Dai Mao ZARK Densetsu (大魔王ZARK伝説 – Legend of the Great Demon King ZARK) is a cancelled side scrolling action RPG that was in development by J & U for Famicom (NES) around 1990. Previews and screenshots of the game were published in Japanese magazines at the time, but it quietly vanished and today not much info remains about this game. By looking at the few screenshots available it seems you could use your horse to move through different levels in an overworld map similar to the one seen in Super Mario Bros 3, and each stage had some fantasy enemies to fight.
As noted by Chris Covell, this may have been somehow related to another cancelled Famicom RPG titled “Off Zarken”: if you can read Japanese and would like to translate the main details found in these photos, please leave a comment below!
Monster City Naga (魔獣都市ナーガ – Maju Toshi Naga) is a cancelled JRPG that was in development by Compile and it would have been published by Irem for Nintendo Famicom (NES). It was quite an ambitious project for its time: it would feature an internal clock to track real-life hours (similar to Animal Crossing), so NPCs could move and act according to the time of day.
In 1989Rare and LJN released A Nightmare on Elm Street tie-in video game on the NES, but it was quite different from what it was originally announced. The main difference in this prototype / concept version of A Nightmare on Elm Street is that you could play as the iconic 80’s slasher icon. Screenshots of the game appeared in a few issues of Nintendo Power and other magazines, sharing some details on the gameplay:
“It’s your greatest dream and your worst nightmare. You are Freddy Krueger… the gruesome star of the “Nightmare on Elm Street” movies. Use all of your evil powers and special abilities to track down and destroy your pursuers before they bury your bones.” – Nintendo Power.
“You are Freddy Krueger. A horde of obnoxious teenagers are trying to get rid of you by finding your bones and burning them. Killing them is the only way to stop them. You can travel along elm street through various lines (electrical and plumbing) or by stepping into a mirror and entering another room. The kids have weapons and some of them possess “Dream Alter Egos”.. If you strike them before they wake up, they’ll trouble you no more. Sharpen up those finger razors and get ready to slash, ’cause Freddy’s here!”
In one of these screenshots you can see the dream killer as a snake and in another Freddy is normal but going after some random kids, not a character from the film. In 1989, another issue of Nintendo Power addressed the game in an article about the Nintendo Satellite. This one had two different screenshots, one where Freddy is seen with two enemies and a cool title card. The description was different and it described what we got in the final game:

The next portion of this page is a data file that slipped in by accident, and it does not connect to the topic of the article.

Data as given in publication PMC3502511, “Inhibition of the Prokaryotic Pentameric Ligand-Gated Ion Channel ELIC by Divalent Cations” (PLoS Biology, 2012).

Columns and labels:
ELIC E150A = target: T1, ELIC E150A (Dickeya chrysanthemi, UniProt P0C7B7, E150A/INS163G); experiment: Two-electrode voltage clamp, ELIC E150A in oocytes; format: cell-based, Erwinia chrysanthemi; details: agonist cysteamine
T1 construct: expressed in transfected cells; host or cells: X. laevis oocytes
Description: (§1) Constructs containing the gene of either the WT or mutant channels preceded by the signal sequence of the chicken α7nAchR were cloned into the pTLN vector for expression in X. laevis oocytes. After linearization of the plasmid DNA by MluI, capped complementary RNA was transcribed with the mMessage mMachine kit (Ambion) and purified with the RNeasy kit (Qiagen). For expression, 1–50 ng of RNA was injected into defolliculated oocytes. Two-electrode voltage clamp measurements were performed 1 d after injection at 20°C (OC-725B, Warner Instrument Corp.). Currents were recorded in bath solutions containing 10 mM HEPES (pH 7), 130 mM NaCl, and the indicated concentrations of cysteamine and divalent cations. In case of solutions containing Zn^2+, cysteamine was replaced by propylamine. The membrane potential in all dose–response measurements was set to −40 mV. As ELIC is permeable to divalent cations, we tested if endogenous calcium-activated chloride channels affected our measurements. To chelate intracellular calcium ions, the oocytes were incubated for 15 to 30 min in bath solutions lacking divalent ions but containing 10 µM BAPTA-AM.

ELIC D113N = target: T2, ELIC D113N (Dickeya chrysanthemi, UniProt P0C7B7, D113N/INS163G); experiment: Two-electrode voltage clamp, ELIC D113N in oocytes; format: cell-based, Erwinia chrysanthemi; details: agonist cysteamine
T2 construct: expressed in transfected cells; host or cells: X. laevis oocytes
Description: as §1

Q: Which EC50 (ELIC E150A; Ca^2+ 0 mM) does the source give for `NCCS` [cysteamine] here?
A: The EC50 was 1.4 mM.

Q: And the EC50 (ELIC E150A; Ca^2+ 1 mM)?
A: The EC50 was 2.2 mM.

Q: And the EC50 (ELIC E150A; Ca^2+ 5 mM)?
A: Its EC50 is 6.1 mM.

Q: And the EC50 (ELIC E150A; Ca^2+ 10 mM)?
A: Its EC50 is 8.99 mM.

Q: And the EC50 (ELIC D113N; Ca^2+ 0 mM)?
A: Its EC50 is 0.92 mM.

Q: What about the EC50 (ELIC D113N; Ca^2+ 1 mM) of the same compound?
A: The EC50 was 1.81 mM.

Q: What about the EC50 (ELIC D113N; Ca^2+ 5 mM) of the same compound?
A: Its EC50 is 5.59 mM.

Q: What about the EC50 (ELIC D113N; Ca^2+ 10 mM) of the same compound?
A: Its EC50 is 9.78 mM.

“You may never go to sleep again once you enter the nightmare world. You and your crew, the elm street neighborhood gang, have the power of the satellite to get you through in this LJN horror PAK.”
“Princess Pudding has been captured, and it’s up to the dashing prince to rescue her. But this is no mere walk in the woods! He must challenge hordes of vile creatures, avoid deadly traps, and master the weapons of fire before time runs out! Shall the beloved princess be crystalized by the forces of darkness, or will Ala Mode make things too hot for evil to handle?”
We can only hope one day a prototype of this canned NES version of Pyross could be found by someone and preserved online.
Battle Choice is a cancelled fantasy style chess – beat ‘em up that was in development by Konami for the NES / Famicom, around 1988. It was based on the Japanese game of chess, Shogi, but mergeing simulation and action gameplay. In addition to fantasy knights, it seems there would have been even high school girls as playable characters in the game. We can assume it would have been a fun, comical take on classic Shogi.
The gameplay would have been the same as in the original shogi, up to the point where players take turns. When the pieces come into contact with each other, action-battles begin. The combat gameplay was basically a beat ‘em up.
Unfortunately the game was never seen in screenshots from magazines of its time and little is known about it. Music tracks from Battle Choice were included in the soundtrack album “Konami Famicom Chronicle Vol.3 ROM Cassette”, released in August 2015.
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